Our three camels were saddled up and sitting placidly in a nose-to-tail line as we approached. The first camel was assigned to me. I was struck by his shocking aqua colored eyes—I never considered that camels might have blue eyes—rimmed by a fringe of deep black sand-deflecting lashes.
With the appealing shading of a frothy cappuccino, he was lighter in color than the others, and, I thought, the prettiest. He seemed well behaved, the sort of camel worker that likes to get to the office, the job done and not cause a fuss.
I knew we were going to get along brilliantly.
I called him Sandstorm.
Dunes like mountains of reddish-orange-hued sugar materialized as Muhammad led us deeper into the desert. The plodding walk of our camels became a soft-thumping beat set to a tune of whispering breezes. Those same breezes stirred up light veils of sand, lifting them gracefully over the peaks that we followed.
The heat of the day was giving way to the perfect evening temperatures, which let us focus on the stunning beauty around us and the swaying walk of the beasts below us, as the sun dipped low. A serene quiet filled my ears. Gone was the noise of the road, of the cars, of the people. Out here, the only sound was the warm wind. I felt tension evaporate swiftly from my muscles, and float away into the ether.
After an hour or so, Muhammad halted us and commanded the camels to sit and let us off.
With a twinkle in his eye, he informed us that we’d get some great views of the sunset at the top of a huge dune nearby.
Then he was off and climbing the behemoth. Shrieking and laughing, we followed, slipping, sliding and scrambling up, and soon were skiing down the dunes on our feet and butts.
Our pockets, shoes, turbans and ears filled with sand, but we didn’t care. The sand felt smooth and silky, as if spun from the purest elements in the universe.
Smiling and still giggling and joking, we re-boarded our camels and continued onto the Berber camp, which sat like a fortress of rugs in a dip between several sandy hills.
Another command in Arabic from Mohammed instructed the camels to bow and let us off once more. He hobbled them to ensure they’d still be there the next morning, then he motioned for us to follow him to the camp.
The camp was a simple complex constructed of poles, vast rugs, some wood, and tent canvas encircling a common square, lit by a single bulb and wire propped up with a long stick wedged into the sand. Mohammed unrolled a large flat mat into the middle area, and dragged out three mattresses from one of the rooms, as well as a small table for us to sit at.
He disappeared into the kitchen tent and reappeared a moment later with bread, jam, honey, butter, olives, and (yet more) mint tea. This time, however, we sipped it happily, as if we hadn’t been drinking it each day for a week and a half straight. Somehow this tea was more delicious and more satisfying than any other we’d sampled.
Then Mohammed went back into ‘kitchen’ and stayed there for an hour or so, softly clanging pots while we lounged on our mats, chatting and enjoying the peacefulness.
The sky had deepened into black, pin-pricked with emerging stars by the time dinner was served. Mohammed had prepared chicken tagine accompanied by steamy fruits and vegetables: potatoes, carrots, eggplant, figs and grapes. It was delicious Moroccan food made even better by the surroundings and company.
After dinner, Mohammed retrieved his wooden bongo-type drums and played for us, and taught us (or rather, attempted to teach us) a few traditional Berber beats. We took turns doing our best, and had fun laughing at each other’s ridiculous efforts.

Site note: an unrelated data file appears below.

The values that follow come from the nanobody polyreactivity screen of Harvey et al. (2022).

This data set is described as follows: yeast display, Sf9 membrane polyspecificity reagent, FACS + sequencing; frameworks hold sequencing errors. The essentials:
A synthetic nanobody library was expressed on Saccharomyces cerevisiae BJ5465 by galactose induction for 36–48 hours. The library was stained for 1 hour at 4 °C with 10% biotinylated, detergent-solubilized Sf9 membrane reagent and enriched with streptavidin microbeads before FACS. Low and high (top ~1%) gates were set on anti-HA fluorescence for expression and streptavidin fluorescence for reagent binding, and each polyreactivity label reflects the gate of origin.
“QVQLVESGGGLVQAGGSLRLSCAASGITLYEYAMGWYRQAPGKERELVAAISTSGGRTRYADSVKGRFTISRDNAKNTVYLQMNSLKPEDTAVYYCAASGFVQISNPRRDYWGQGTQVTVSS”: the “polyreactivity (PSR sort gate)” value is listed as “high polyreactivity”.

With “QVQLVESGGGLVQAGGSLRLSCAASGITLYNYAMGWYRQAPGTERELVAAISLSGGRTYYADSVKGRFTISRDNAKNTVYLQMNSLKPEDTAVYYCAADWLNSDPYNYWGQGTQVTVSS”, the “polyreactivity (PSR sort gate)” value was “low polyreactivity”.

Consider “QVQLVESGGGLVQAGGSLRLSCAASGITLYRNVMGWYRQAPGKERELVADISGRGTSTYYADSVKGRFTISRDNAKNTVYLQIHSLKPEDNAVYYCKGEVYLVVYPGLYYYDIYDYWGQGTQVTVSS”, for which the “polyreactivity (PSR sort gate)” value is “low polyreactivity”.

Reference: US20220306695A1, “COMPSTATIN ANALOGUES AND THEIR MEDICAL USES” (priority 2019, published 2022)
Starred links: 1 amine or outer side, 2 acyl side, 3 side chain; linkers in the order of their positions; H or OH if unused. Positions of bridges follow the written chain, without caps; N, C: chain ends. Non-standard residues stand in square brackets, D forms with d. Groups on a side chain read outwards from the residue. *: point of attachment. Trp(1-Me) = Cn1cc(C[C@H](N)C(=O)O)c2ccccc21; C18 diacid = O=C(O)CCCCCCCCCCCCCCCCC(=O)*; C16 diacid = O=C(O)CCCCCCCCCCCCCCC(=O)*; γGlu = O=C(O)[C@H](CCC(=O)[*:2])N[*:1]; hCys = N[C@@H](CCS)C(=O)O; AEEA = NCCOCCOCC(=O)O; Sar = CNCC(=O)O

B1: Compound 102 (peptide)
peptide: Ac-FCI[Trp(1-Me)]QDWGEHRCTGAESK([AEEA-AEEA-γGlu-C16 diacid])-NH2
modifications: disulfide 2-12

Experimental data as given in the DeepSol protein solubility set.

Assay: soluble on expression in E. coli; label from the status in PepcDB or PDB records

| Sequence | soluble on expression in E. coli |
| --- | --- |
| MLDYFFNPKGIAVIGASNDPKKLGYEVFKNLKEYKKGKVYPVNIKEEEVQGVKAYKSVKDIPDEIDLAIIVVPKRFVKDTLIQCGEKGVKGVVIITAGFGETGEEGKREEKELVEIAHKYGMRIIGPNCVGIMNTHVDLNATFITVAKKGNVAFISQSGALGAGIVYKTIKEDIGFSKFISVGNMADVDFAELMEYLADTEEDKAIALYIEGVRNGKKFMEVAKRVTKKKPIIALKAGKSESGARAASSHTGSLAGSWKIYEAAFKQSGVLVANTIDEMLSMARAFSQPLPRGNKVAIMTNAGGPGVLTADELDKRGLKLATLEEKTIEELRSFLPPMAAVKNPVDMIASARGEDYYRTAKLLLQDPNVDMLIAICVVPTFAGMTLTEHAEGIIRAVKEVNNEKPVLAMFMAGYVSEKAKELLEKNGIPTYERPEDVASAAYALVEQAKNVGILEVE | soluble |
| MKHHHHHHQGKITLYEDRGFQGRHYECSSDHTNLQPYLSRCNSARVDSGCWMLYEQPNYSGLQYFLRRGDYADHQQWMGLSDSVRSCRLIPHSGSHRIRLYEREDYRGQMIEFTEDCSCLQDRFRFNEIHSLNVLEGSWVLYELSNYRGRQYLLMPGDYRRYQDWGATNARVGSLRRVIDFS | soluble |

After a while, satiated and sleepy, it was time to turn in. We each curled up on our mattress and pulled our blankets around us. When we were ready, Mohammed turned off the bare lightbulb.
As soon as the electricity flicked off, the lights of the galaxy blazed on.
We gasped at the sight. I have never witnessed a night so richly black, or stars so innumerable. The starlight filtering down seemed to illuminate each grain of sand of the dunes surrounding us subtly, almost as if each grain itself were faintly glowing on its own.
I drifted to sleep with my friends next to me, a soft, warm breeze flowing over me, and a feeling of deep tranquility in my mind.
The next morning, I was awakened by Mohammed. “Good morning, it’s time to wake up,” he said in his quiet way.
I sat up, looked around and saw that Colin and Maria’s mattresses were empty. Mohammed pointed toward the dunes and smiled. I stood, grabbed my camera, and trudged groggily up a sandy hill. In the distance, I could see Maria sitting cross-legged on, looking peaceful as the morning sunlight grew brighter from behind the massive dunes on the horizon. No sign of Colin.
I decided to climb the closest big dune and try to catch the sunrise with my lens. Glances backwards told me I wasn’t going to make it, so I stopped and snapped several just as the sun was peeking. Then I stopped absolutely everything. I lowered my camera, knelt and sat on the sand and simply watched as the sun rose smoothly and steadily. It was breathtaking.
I looked back at the dune I’d been climbing and saw Colin at the top. He waved and I continued to scale it, huffing and puffing to the top. We sat silently taking in the scene, snapping shots of the incredible views every so often.
Finally, as the sun was beginning to warm, it was time to pack up and head back. By now the three of us were seasoned pros at getting on and off of camels.
Back at the camel ranch, I said goodbye to my wonderful Sandstorm and Mohammed. Ahmed met us with a big smile, and helped us load up the van for one last short distance as our driver. Maybe it was residual relaxation from our night in the desert; maybe I had started to forget about all the times I had almost died at his hands; or maybe I had just decided that he wasn’t so bad in the end. Whatever it was—Ahmed was suddenly alright in my book.
It was he, after all, who delivered us safely to the most torrid, harsh, and beautiful desert on Earth for one of the most remarkable experiences of my life.
And for that, I can only be grateful.
Next stop: Cairo, Egypt and the Great Pyramids!